• Which feature is most important to you?
  • How would you feel if you could no longer use X?
  • How could X be improved to better meet your needs?

With a survey, you get users’ thoughts in an organized but malleable form. Use their own words and phrases to improve your marketing copy and increase conversions.

Tell a good story, and keep it simple

Few things are less engaging than lengthy explanations of technical features for your product. Technical writing is not going to pull people in as effectively as simple copy and a good story. The best story you can tell with your copy is one about solving people’s problems.

Let’s look at an early version the Appcues site. The copy doesn’t give you a compelling idea of how Appcues will help you acquire highly engaged users:

“Acquire highly engaged users” doesn’t tell me anything about how Appcues can solve my problems. Of course I want to acquire users, and I’d prefer them to be highly engaged, but I’m not sure how Appcues can help.

Compare that forgettable product copy to this one:

Appcues cut 25 words down to 14. The new copy is much clearer and addresses potential users’ challenges head-on. It appeals directly to a problem product managers are likely to encounter. Don’t know how to code? No problem. Appcues is for anyone who wants to do better user onboarding without writing a line of code.

If you want to avoid jargon-filled drafts and get right into how your product helps people, start with customer testimonials.

This is copy you can source directly from your best customers. Ask them open-ended questions: What do they like best about your product?

Here are some customer stories from Appcues: If your best customers can’t come back to you with a short, non-technical answer, you have some work to do on your product positioning.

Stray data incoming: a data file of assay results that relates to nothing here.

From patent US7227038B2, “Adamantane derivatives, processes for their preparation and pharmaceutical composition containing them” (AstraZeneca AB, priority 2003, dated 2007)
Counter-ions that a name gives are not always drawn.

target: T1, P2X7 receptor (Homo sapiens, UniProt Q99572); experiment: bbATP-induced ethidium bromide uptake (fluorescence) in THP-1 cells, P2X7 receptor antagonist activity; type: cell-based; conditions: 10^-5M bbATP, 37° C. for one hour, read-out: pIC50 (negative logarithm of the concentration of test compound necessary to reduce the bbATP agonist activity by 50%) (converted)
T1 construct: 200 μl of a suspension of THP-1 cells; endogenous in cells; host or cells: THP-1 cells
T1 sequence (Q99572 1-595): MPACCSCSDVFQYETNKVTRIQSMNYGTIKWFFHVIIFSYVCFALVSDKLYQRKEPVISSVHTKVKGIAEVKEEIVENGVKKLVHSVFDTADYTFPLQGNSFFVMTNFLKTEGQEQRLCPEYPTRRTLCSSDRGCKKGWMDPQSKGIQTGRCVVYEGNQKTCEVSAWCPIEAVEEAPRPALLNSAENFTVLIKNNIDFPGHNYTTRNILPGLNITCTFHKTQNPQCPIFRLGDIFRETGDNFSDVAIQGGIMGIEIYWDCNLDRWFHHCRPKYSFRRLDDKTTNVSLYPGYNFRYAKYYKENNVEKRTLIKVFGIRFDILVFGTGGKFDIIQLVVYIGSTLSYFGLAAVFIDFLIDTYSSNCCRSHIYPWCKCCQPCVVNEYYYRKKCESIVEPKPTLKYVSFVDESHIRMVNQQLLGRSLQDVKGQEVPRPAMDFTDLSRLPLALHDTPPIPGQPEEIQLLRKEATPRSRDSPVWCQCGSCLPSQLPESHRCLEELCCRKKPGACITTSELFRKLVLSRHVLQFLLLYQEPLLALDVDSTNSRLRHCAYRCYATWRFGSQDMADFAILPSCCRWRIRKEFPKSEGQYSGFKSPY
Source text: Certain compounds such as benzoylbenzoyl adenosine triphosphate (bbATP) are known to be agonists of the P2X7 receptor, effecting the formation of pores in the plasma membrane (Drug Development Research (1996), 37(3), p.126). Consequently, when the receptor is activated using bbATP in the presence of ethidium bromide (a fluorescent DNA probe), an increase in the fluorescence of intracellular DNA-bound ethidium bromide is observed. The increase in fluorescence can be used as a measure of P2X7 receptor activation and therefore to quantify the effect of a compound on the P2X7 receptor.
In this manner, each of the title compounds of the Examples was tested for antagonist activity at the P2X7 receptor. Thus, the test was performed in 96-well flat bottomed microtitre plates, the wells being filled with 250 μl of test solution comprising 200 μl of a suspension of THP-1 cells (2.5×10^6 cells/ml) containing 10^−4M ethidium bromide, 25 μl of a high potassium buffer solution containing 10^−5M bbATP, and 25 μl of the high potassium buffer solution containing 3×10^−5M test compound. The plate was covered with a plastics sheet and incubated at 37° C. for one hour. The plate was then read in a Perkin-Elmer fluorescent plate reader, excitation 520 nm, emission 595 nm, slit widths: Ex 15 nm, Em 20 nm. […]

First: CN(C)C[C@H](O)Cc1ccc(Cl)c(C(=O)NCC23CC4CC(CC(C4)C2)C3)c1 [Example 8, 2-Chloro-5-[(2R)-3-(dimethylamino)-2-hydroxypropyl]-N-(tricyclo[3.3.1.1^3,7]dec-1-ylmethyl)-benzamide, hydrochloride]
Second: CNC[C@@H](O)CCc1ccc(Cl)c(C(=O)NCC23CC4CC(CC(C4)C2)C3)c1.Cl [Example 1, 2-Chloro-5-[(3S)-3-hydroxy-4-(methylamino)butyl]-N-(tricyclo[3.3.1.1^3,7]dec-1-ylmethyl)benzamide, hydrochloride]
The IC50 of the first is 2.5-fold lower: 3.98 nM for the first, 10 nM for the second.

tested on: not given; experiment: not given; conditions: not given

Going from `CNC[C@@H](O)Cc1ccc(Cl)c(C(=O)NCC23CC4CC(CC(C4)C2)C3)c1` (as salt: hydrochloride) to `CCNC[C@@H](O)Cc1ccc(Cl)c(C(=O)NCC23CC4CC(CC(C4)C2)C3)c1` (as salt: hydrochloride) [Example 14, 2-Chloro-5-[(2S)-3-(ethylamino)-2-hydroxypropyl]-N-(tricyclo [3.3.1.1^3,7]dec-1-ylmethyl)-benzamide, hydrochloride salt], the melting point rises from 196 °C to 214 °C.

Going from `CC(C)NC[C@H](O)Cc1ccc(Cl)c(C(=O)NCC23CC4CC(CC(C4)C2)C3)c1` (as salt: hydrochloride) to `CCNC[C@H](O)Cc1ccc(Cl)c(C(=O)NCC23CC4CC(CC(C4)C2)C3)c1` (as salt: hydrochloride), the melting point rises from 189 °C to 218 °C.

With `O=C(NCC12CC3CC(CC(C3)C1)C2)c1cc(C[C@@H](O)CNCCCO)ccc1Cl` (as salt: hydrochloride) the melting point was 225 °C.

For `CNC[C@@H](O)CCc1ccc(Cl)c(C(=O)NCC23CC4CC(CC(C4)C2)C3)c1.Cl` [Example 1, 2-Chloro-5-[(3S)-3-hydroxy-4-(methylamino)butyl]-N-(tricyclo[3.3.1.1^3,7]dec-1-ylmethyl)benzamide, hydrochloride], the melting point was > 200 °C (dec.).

Simplify your landing page as much as possible to make your message clean and clear. Technical writing has its place—but remember, you can list out every feature and specific detail on another page.

When you focus in on product copy, keep in mind that you’re reaching for the broadest possible audience. You don’t want to bore them with too much jargon or unmemorable stories.

Good copy sets the hook

When a potential new user comes to your site, how are you going to impress them and pull them in with your copy? Are you going to bore and confuse them, or are you going to tell them a good story that illustrates exactly how your product can solve one or multiple problems they have?

Copy is something that is central to product and business growth. It’s not incidental work that you can just ignore or pass off. And you can write strong product copy even if you don’t consider yourself a “writer.” Just remember these rules:

  • Good copy leads to acquisition. Remember that copy is often the first thing a user gets from you. There’s a lot they have to read before they even get to a download link or an email sign-up. Make sure you write something that pulls users in.
  • Go over user surveys with a fine tooth comb. Look for trends and patterns. If you want to avoid stale copy that sounds like a computer wrote it, start by asking the real people who use your product some open-ended questions.
  • Don’t trust your naked eye. Use word clouds to visualize open-ended survey responses and understand them better.
  • Write accessibly. Technical writing is almost always an automatic turn-off. You’re trying to hook in the broadest possible audience of people who might find your product useful.

Once you start thinking about copy as part of everything else you do with product, you’ll find that you’re already sitting on gold. Instead of treating copy like an afterthought, dedicate time to finding the right way to position your product from the very beginning. It’ll pay off in spades down the road.